OFX Group (OFX, formerly OZ Forex) has one of the strangest charts of a top 200 company (below). The price action between mid-November 2015 and mid-February is entirely isolated from the preceding and following trading. Thankfully, a story goes with it.
OFX is a good example of B2C and B2B working hand in hand. The company provides international payment and other forex services directly to consumers, while offering a platform based turn-key solution for institutions, enabling them to offer the same forex services to their customers.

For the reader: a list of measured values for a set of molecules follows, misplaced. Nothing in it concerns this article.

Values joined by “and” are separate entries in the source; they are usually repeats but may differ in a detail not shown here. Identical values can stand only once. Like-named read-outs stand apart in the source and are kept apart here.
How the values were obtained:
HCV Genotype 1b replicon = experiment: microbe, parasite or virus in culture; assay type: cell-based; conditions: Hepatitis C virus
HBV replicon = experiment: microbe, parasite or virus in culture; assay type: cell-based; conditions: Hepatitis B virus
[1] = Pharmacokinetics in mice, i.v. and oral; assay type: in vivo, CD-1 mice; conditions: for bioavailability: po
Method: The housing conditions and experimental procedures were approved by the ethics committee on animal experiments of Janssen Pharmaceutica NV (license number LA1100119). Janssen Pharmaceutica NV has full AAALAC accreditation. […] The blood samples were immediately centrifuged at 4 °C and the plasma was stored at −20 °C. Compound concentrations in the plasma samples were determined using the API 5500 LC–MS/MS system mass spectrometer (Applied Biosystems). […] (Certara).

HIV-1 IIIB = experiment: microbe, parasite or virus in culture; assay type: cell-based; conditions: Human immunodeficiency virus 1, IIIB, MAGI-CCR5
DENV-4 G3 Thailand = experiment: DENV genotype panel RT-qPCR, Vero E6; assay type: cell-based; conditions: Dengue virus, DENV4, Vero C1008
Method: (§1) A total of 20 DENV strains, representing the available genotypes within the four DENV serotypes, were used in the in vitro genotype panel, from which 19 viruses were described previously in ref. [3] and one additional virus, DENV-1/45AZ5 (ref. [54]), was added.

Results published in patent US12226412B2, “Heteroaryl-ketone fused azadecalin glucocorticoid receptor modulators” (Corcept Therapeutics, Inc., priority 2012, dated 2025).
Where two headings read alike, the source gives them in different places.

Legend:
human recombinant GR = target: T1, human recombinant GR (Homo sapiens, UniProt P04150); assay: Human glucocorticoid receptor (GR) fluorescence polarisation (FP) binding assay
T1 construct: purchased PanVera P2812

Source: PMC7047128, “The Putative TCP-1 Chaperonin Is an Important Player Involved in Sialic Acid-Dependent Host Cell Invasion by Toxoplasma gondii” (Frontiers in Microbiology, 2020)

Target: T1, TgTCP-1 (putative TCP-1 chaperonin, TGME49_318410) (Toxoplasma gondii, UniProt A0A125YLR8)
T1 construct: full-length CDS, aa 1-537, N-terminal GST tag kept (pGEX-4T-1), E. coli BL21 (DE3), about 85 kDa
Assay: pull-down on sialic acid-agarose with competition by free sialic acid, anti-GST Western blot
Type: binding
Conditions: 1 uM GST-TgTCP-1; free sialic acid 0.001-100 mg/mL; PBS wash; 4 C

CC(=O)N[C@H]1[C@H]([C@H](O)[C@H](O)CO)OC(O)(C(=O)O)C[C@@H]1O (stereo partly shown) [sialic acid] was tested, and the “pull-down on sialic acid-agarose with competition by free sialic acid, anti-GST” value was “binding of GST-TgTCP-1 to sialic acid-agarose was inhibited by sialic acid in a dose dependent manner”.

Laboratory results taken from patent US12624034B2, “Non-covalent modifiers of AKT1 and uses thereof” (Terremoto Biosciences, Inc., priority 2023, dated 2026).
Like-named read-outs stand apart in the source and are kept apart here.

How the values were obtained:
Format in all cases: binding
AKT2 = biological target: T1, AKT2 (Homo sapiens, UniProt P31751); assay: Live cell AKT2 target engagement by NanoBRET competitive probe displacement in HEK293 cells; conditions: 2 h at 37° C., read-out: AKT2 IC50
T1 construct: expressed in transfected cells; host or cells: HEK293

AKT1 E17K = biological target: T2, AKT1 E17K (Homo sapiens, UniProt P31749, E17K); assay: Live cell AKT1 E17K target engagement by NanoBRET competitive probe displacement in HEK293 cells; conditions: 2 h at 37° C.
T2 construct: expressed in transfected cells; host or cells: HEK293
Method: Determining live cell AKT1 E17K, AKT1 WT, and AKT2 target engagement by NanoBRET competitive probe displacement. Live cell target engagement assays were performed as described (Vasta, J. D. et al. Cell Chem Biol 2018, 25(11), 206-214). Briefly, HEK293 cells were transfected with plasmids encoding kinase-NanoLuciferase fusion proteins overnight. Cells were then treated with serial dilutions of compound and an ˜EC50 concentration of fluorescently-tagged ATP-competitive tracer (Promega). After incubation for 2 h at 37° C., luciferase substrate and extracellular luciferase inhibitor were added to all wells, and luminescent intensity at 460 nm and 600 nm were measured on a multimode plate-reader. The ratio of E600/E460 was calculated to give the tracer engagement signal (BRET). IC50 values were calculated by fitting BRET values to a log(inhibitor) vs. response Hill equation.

The spike in price last November was due to a “non-binding, indicative and conditional” bid for the company from payments giant Western Union. The fall three months later occurred after Western Union walked away. Cynical traders suggest this was always WU’s intention – they simply wished to look under the hood of this fast growing competitor.
After a share price recovery, further falls followed changes of the board. Now it’s just above its all-time low at $1.812. Some analysis calculates this share price is around 17x forward earnings, with a long term growth rate around 15%. A PE/G ratio just over one puts it on my radar.